I could write an entire review solely about trigger warnings for this film. Sexual violence, police brutality, and violence against women were all major parts of the plot. The images can only be described as jarring. However, the violence was not gratuitous, nor was it used to merely advance the plot. Each instance of violence exposed a truth about what the suffragettes went through. Excluding these scenes would have erased a crucial part of history. Also, as the violence is shown the emphasis is placed on the way it impacted the characters rather than being voyeuristic.

This wasn’t a film I’d watch just for fun but it has value as an educational tool for those of us who often take the right to vote for granted. The credo of this film is “Deeds not words.” For all of its flaws, it succeeded in instilling a sense of urgency in its viewers. The passion and conviction of the suffragettes was contagious. I felt myself wanting to run out immediately after the film ended (even though it was 9:00 PM and around 45 degrees outside) and demand equal rights for women everywhere. So, if you’re looking for some extra motivation in your fight for equality, I recommend you watch Suffragette.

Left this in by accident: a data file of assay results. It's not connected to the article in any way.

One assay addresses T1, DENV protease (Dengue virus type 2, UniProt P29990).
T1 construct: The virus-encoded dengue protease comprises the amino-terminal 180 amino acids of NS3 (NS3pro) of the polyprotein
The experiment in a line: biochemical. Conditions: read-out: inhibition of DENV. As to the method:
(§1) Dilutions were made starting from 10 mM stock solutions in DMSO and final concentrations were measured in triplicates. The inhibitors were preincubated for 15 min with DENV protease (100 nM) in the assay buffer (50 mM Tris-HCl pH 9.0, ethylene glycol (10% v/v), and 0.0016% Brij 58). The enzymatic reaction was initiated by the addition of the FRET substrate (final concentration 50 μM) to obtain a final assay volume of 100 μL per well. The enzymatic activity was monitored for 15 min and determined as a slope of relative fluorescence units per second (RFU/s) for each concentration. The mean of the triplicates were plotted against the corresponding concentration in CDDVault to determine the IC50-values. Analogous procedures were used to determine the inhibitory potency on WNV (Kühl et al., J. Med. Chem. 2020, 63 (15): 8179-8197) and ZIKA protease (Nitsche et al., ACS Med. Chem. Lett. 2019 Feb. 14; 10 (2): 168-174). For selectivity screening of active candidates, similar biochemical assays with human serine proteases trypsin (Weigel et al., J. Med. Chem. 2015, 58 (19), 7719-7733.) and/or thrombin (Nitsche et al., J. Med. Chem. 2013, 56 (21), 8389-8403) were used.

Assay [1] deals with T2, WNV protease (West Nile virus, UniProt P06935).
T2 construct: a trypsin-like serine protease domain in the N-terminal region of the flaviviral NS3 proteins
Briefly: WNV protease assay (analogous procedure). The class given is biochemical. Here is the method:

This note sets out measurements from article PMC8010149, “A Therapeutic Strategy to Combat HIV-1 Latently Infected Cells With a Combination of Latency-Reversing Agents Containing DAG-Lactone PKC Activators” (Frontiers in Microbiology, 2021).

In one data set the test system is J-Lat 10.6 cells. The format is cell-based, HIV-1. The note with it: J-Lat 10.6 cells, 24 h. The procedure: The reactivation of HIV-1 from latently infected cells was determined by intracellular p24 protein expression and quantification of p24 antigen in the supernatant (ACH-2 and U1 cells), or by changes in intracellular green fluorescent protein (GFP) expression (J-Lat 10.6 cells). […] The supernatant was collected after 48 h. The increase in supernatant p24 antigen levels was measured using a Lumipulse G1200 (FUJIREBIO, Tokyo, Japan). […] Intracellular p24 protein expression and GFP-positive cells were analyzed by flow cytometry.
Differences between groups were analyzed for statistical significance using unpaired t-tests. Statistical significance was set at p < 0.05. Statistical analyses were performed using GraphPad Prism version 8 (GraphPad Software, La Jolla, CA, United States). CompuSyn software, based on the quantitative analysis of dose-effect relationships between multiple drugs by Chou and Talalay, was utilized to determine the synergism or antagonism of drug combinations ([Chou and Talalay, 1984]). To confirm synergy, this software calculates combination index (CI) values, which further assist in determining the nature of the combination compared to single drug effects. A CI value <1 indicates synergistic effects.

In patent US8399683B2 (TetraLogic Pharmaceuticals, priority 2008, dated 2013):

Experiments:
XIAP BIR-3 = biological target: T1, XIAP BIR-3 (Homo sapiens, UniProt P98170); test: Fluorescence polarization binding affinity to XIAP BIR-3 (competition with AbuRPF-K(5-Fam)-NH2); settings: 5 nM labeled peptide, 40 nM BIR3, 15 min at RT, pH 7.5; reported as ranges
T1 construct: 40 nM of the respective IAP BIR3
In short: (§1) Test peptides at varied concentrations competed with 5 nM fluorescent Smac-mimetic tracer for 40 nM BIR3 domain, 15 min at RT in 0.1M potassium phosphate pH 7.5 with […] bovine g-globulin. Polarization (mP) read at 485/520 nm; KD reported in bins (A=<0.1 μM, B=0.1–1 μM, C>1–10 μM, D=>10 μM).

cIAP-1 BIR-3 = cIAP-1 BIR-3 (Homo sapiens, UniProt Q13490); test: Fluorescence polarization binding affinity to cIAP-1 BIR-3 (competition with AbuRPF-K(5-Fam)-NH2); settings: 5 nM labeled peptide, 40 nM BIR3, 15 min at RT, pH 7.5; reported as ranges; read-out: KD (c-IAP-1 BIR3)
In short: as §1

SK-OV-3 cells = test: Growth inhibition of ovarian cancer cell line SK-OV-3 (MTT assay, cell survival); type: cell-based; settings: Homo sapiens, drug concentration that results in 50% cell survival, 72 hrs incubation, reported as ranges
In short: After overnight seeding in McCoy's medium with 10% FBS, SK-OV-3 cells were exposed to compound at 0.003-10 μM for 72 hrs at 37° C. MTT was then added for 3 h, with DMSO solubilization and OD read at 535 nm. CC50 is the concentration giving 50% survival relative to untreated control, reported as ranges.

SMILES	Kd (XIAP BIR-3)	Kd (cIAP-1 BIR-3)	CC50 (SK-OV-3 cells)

Suffragette is still playing! See it before it leaves theaters! 

How to unscramble the alphabet soup–LGBTQIA+

Alphabet soup with brightly colored letters

[Ed. Note: This is another guest post from Katie Christensen.]

Utah is known as a conservative state—one whose cultural leaders fought against the legalization of gay marriage both here and in other states (remember Prop 8 in California?). However, earlier this year, Salt Lake City was ranked 7th in terms of LGBT population among 50 U.S. metropolitan areas. That study found that 4.7 percent of Salt Lake City residents identified as lesbian, gay, bisexual and/or transgender, which is a great sign that our capital city is becoming a more diverse space. Unfortunately, Salt Lake was also recently home to a conference held by the World Congress of Families, an anti-LGBT organization. The Southern Poverty Law Center classifies the World Congress of Families as a hate group. I don’t know about you, but because of this mashup of two completely opposing viewpoints within SLC I’ve found myself having to explain some acronyms and terminology to my more conservative friends and family members.

All of those letters–what do they mean?